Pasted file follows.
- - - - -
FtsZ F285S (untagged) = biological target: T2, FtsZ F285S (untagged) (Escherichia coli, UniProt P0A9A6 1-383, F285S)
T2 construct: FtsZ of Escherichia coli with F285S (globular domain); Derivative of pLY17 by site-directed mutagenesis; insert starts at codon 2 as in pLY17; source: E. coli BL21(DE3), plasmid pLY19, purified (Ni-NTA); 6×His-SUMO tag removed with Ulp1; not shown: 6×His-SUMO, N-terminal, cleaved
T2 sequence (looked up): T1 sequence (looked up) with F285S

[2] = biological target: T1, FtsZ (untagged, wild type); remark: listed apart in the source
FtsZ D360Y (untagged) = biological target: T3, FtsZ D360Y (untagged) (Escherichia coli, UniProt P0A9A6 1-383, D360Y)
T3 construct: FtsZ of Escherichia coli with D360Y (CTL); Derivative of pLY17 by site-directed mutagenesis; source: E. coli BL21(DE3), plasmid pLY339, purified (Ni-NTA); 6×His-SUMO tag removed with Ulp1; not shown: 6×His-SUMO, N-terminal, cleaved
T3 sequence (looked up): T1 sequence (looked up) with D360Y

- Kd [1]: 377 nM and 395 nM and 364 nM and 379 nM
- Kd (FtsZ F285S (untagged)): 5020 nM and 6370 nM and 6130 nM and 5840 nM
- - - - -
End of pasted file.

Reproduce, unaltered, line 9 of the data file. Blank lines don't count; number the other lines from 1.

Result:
- Kd (FtsZ F285S (untagged)): 5020 nM and 6370 nM and 6130 nM and 5840 nM